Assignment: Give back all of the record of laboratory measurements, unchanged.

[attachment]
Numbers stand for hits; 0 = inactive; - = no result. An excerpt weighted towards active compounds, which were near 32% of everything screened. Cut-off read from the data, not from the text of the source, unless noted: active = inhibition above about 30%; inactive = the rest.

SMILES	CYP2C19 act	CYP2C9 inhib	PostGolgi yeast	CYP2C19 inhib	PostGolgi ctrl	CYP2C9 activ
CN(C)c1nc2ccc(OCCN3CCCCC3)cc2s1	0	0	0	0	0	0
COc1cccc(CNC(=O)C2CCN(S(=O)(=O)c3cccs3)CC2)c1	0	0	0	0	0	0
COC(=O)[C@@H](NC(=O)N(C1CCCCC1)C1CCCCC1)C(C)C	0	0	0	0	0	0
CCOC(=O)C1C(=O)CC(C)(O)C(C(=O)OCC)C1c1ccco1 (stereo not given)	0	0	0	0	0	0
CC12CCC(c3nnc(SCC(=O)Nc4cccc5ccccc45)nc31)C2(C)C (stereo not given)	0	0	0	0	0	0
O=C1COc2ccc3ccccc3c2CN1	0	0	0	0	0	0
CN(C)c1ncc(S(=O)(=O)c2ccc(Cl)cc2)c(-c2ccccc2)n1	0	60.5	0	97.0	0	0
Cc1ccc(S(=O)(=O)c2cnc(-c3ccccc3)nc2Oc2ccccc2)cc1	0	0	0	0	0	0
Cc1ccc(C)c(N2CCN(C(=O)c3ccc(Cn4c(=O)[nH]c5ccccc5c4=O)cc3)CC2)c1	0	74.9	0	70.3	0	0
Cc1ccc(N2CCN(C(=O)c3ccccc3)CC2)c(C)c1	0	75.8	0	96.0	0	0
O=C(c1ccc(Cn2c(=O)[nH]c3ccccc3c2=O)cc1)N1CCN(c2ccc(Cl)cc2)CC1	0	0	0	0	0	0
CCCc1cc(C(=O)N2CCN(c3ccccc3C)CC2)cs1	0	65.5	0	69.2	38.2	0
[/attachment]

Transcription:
Numbers stand for hits; 0 = inactive; - = no result. An excerpt weighted towards active compounds, which were near 32% of everything screened. Cut-off read from the data, not from the text of the source, unless noted: active = inhibition above about 30%; inactive = the rest.

SMILES	CYP2C19 act	CYP2C9 inhib	PostGolgi yeast	CYP2C19 inhib	PostGolgi ctrl	CYP2C9 activ
CN(C)c1nc2ccc(OCCN3CCCCC3)cc2s1	0	0	0	0	0	0
COc1cccc(CNC(=O)C2CCN(S(=O)(=O)c3cccs3)CC2)c1	0	0	0	0	0	0
COC(=O)[C@@H](NC(=O)N(C1CCCCC1)C1CCCCC1)C(C)C	0	0	0	0	0	0
CCOC(=O)C1C(=O)CC(C)(O)C(C(=O)OCC)C1c1ccco1 (stereo not given)	0	0	0	0	0	0
CC12CCC(c3nnc(SCC(=O)Nc4cccc5ccccc45)nc31)C2(C)C (stereo not given)	0	0	0	0	0	0
O=C1COc2ccc3ccccc3c2CN1	0	0	0	0	0	0
CN(C)c1ncc(S(=O)(=O)c2ccc(Cl)cc2)c(-c2ccccc2)n1	0	60.5	0	97.0	0	0
Cc1ccc(S(=O)(=O)c2cnc(-c3ccccc3)nc2Oc2ccccc2)cc1	0	0	0	0	0	0
Cc1ccc(C)c(N2CCN(C(=O)c3ccc(Cn4c(=O)[nH]c5ccccc5c4=O)cc3)CC2)c1	0	74.9	0	70.3	0	0
Cc1ccc(N2CCN(C(=O)c3ccccc3)CC2)c(C)c1	0	75.8	0	96.0	0	0
O=C(c1ccc(Cn2c(=O)[nH]c3ccccc3c2=O)cc1)N1CCN(c2ccc(Cl)cc2)CC1	0	0	0	0	0	0
CCCc1cc(C(=O)N2CCN(c3ccccc3C)CC2)cs1	0	65.5	0	69.2	38.2	0